This document will get a special place on the wall in my new home in South Africa.

Thanks to the Mayor, to all my friends at the Nashville Photography Club and to all my friends at the Nashville Zoo.

Picture: The proclamation  document was presented to me by Randy Harris (President, Nashville Photography Club / not in the picture) and Linda Hulsey (Member, Nashville Zoo Photography Club /left). Amiee Stubbs (Nashville Zoo Photographer /middle) and Dr.Heather Robertson (Senior Veterinarian at the Nashville Zoo /right) were also present at the presentation ceremony at the Nashville Photography Club meeting on Tuesday, April 17, 2012.

Pictures of the Week 15 – Browse and Graze

[View all Pictures of the Week 2012]

Black Rhino and White Rhino

This weeks’ pictures are in honor of two of my favorite mammal species which are under the threat of extinction by humans. If the poaching madness is not stopped these creatures, which were on this planet long before us, will disappear forever!

The main difference between Black Rhino and White Rhinos is the shape of their mouths. White Rhinos have broad flat lips for grazing and Black Rhinos have long pointed lips for browsing foliage. A popular theory claims that the name White Rhinoceros was actually a corruption of the word weid (“wide” in Afrikaans), referring to their square lips.

“Rhino Dawn”

More about Rhinos:

Rhinoceros, often abbreviated as rhino, is a family of five species of knee-less, odd-toed ungulates. Two of these species are native to Africa and three to southern Asia.

The Rhinoceros family is characterized by its large size, with all of the species able to reach one tonne or more in weight; a herbivorous diet; a thick protective skin; relatively small brains for mammals this size; and a large horn.

Rhinoceros are killed by humans for their horns, which are bought and sold on the black market, and which are used by some cultures for ornamental or (pseudo-scientific) medicinal purposes. The horns are made of keratin, the same type of protein that makes up hair and fingernails.

Click here if you would like to help the “Save our Rhino” effort on Thanda Private Game Reserve.

Click here is you would like to know more about the “Rhino Poaching Issue”.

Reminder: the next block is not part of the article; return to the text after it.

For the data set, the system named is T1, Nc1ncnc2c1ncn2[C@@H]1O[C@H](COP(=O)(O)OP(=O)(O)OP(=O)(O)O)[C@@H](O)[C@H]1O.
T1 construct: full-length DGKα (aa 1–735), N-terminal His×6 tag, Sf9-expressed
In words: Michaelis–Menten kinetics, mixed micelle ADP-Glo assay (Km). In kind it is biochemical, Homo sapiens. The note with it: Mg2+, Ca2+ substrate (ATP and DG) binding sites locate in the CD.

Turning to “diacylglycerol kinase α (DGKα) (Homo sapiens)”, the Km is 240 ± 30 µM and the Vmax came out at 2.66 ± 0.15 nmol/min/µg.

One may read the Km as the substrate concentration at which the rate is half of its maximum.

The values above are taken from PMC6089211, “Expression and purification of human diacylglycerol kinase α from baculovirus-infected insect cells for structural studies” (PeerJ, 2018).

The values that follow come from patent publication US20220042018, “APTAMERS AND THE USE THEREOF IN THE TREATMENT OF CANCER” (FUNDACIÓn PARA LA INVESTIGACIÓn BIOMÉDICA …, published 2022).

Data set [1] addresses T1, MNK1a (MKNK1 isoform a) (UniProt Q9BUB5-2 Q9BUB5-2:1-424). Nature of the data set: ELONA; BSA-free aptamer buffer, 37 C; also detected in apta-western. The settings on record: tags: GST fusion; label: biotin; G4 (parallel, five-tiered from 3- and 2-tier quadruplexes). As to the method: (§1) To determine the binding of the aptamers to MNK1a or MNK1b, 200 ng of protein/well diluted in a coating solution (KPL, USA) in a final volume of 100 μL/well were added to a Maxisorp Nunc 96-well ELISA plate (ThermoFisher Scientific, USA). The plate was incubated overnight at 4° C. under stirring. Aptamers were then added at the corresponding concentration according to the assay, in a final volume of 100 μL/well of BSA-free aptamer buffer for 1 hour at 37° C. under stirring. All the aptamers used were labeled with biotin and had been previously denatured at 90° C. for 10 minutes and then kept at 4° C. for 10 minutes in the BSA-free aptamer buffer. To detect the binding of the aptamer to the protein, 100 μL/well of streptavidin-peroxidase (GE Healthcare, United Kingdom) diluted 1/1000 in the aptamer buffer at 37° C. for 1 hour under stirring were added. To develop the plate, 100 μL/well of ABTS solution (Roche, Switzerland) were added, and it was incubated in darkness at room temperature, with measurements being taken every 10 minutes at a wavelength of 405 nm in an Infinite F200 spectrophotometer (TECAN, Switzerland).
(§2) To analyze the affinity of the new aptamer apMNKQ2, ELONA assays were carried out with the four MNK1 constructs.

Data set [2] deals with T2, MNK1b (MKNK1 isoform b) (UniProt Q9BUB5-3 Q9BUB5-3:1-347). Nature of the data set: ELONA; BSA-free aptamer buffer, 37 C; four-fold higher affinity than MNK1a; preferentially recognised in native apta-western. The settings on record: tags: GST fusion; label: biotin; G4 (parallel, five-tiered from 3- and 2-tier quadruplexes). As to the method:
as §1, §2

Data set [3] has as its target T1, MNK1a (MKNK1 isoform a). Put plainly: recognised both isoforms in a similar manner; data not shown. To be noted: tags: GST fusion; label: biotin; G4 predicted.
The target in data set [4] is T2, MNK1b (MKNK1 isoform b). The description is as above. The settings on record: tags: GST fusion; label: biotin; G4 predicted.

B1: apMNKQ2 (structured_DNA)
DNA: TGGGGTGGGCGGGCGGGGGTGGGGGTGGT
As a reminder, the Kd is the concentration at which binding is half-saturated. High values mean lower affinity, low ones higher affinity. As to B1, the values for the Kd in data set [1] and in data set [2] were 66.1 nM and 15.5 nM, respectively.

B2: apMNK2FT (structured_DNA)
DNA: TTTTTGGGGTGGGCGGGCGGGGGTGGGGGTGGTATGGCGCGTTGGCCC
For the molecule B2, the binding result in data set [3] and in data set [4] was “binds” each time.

Click here if you would like to see more of my Black Rhino pictures.

Click here if you would like to see more of my White Rhino pictures.

Call for Help!

Today, Thanda Private Game Reserve – my future workplace in South Africa – has lost a Black Rhino to poachers.

This is the second Rhino killed by poachers on Thanda (the first one was a White Rhino).

If you would like to help you can email melanie@thanda.co.za. Any donations, cash or items are very much appreciated. We need radios, camping gear, binoculars, cellphones, solar panels, …

If you live in the USA you can also send your donation to me and I will make sure that the money will go to Thanda’s “Save Our Rhinos” efforts. You can contact me at christian@sperka.com

Thanks for your support!

My last Animal Art Photography classes at the Nashville Zoo

There are still a few places available in my last APP1 class this Saturday (from 8:00a.m. to 12:00p.m.). Here is the link in case you would like to book: http://www.nashvillezoo.org/education/animal-art-photography-i-adult

There is one more advanced class scheduled before I leave:
Animal Art Photography II on 5/19/2012

Starting in June Amiee Stubbs, the Official Nashville Zoo Photographer, will start teaching the classes and private lessons at the Nashville Zoo.

Feathery Spectrum!

I have not posted a bird picture for quite a while. So here are a few images of one of my favorite birds in South Africa.

Lilac-breaster Rollers have many colors of the spectrum in their plumage.

These pictures were taken in Phinda Private Game Reserve, the Timbavati Private Game Reserve and in Kruger National Park.

More about Lilac-breasted Rollers:
The Lilac-breasted Roller (Coracias caudatus) is widely distributed in sub-Saharan Africa. Usually found alone or in pairs, it perches conspicuously at the tops of trees, poles or other high vantage points from where it can spot insects, lizards, scorpions, snails, small birds and rodents moving about at ground level. It is the national bird of Botswana.